Regards, $:^ J
     
  10. RefresherTowel

    RefresherTowel Member

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    Jul 13, 2016
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    1,211
    For inventory/UI work, I almost always use point_in_* functions. Of course, I also don't use instances within my UI work, I'm always simply drawing it from a controller object, so there's that.
     
  11. Schwee

    Schwee Member

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    Jul 6, 2016
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    @ParodyKnaveBob I solved it doing exactly that. I may end up changing this technique down the line but this will suffice for now so I can continue working with and testing other functionality. There's a few posts mentioning just drawing the inventory without an instance and I imagine that is the smarter way to go about it for scale.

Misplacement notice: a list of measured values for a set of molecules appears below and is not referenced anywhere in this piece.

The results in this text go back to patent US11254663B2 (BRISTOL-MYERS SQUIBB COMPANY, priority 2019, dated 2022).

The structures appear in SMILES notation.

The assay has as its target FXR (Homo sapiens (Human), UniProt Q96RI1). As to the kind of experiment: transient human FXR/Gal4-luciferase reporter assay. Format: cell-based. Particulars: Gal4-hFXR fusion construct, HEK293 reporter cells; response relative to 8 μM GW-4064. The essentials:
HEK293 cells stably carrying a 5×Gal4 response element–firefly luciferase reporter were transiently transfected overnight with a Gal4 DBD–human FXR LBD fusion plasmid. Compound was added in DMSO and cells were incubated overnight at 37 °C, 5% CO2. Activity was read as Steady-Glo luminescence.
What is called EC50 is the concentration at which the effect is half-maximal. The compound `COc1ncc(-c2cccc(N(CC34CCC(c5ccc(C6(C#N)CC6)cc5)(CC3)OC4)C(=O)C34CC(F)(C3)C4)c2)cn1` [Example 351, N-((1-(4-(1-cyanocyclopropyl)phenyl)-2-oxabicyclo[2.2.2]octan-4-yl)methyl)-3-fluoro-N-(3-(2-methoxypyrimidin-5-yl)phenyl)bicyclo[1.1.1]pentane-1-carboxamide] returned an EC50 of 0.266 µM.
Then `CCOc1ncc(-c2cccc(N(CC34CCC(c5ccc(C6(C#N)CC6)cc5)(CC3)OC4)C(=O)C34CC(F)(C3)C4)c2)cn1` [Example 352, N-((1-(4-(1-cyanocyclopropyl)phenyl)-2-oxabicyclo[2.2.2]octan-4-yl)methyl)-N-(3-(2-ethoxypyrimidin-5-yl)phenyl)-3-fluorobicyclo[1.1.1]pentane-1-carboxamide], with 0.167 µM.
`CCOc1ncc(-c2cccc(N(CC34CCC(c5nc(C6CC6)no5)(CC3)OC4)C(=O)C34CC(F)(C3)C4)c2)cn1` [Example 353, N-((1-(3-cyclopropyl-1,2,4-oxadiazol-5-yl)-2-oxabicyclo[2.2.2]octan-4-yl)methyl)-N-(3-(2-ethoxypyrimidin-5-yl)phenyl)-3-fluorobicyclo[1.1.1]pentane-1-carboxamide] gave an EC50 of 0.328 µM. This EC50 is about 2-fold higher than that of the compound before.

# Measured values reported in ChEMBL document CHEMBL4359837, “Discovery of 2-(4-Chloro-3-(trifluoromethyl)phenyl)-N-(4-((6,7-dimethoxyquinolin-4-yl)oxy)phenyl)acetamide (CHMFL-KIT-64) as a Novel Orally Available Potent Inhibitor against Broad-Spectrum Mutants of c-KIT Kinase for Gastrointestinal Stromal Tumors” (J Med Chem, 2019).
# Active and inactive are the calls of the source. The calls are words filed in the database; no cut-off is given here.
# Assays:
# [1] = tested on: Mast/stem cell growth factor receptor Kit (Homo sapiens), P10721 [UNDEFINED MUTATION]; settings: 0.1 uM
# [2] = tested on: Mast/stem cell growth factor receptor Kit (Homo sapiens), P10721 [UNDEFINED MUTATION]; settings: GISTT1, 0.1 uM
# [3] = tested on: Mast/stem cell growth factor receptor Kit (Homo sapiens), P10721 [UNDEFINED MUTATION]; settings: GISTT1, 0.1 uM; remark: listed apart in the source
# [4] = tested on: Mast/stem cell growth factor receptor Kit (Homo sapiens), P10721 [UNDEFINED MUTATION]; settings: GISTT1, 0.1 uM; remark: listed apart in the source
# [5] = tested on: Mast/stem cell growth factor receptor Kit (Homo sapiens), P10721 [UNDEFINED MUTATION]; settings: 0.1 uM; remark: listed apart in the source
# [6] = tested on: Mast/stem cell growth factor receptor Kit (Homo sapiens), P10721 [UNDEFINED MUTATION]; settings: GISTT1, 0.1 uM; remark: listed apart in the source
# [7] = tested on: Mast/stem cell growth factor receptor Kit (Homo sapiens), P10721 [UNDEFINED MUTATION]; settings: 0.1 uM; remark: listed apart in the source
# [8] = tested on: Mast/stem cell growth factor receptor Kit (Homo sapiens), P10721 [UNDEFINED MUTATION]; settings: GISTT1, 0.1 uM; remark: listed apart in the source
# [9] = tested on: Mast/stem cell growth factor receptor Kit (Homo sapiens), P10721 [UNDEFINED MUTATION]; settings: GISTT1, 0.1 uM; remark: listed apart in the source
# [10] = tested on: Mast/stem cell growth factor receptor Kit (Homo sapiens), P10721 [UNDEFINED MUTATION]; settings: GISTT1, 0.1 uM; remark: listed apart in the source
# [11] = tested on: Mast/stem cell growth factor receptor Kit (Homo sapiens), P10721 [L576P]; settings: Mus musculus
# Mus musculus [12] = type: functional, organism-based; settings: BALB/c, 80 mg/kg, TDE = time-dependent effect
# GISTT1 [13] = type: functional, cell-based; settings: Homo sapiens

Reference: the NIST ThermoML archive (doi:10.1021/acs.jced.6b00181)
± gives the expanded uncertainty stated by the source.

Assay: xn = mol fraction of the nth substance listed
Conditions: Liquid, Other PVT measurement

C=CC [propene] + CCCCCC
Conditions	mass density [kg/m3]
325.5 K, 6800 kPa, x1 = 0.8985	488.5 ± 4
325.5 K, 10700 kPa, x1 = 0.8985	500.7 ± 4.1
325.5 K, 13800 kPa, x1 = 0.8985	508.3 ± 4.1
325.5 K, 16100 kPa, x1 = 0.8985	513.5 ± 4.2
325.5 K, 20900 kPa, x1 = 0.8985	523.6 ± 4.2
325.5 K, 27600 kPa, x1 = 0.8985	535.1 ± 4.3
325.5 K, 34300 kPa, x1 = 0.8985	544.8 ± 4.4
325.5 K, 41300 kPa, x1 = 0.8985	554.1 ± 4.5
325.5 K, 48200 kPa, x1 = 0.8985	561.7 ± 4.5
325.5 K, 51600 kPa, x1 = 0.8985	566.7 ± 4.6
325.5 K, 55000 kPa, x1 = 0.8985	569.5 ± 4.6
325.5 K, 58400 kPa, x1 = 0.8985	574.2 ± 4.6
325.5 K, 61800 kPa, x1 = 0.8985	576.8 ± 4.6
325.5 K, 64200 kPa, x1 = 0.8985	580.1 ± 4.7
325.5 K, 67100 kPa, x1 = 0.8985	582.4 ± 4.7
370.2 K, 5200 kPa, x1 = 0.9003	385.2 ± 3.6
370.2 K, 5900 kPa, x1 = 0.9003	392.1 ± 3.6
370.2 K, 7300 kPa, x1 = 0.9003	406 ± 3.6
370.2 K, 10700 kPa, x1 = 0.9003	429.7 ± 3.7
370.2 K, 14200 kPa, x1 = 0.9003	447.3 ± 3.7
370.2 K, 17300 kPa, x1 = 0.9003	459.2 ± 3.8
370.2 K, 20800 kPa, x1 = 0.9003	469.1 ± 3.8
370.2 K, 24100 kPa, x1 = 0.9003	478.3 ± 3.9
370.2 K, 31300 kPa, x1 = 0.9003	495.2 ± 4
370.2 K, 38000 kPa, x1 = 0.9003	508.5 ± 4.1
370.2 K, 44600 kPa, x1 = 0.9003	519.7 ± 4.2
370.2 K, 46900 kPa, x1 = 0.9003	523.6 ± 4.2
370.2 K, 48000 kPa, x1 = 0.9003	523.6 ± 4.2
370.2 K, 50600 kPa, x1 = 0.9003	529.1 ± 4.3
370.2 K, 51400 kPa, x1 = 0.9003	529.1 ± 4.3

ParodyKnaveBob likes this.
  12. ParodyKnaveBob

    ParodyKnaveBob The Laughing Rogue

    Joined:
    Jun 23, 2016
    Posts:
    510
    It really does depend, re: smarter way. I've seen many a GM expert over the years say they used to get more and more into data-fying everything, removing object resources from their trees and handling everything through controllers, and then see various benefits to just using GM's own built-in stuff anyway and move back to using object instances for things. $:^ J After all, you clearly have not hardcoded your inventory, but rather soft-coded a slot object that can handle whatever instances of information (and existence) you wanna put there, thus hey, good job -- plus (within reason), "if it works, it works," right? $;^ b

    Just for example, in the past, I created a whole menu-constructing system which I was going to put on the Marketplace (until I batted major life curveballs) that handled all kinds of data in all kinds of ways -- but if I wanted, I could simply instance_create() some menu option into the room that allowed for easy GUI and pleasant UX. No shame in mixing and matching! (Like the difference between HTML and CSS, ha ha ha ha.)